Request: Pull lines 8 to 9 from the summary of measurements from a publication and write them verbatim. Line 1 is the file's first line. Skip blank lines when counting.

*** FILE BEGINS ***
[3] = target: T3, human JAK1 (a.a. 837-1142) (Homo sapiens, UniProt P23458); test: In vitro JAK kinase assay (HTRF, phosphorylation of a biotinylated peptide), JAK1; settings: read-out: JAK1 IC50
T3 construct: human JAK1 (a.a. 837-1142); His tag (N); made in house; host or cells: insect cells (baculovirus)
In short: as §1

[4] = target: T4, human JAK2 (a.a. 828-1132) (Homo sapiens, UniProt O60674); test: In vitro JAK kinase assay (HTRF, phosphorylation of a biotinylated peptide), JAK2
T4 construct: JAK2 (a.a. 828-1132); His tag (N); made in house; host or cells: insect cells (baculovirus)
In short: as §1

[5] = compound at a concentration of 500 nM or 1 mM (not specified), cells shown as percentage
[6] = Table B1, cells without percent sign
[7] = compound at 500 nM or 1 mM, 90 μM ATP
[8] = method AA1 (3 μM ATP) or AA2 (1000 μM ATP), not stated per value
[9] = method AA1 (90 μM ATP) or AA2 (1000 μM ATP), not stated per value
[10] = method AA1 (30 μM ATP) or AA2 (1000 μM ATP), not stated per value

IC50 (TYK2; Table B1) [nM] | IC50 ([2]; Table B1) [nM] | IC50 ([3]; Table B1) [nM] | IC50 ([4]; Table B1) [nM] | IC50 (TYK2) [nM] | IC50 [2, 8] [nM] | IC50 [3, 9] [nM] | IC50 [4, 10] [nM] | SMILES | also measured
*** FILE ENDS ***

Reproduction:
[6] = Table B1, cells without percent sign
[7] = compound at 500 nM or 1 mM, 90 μM ATP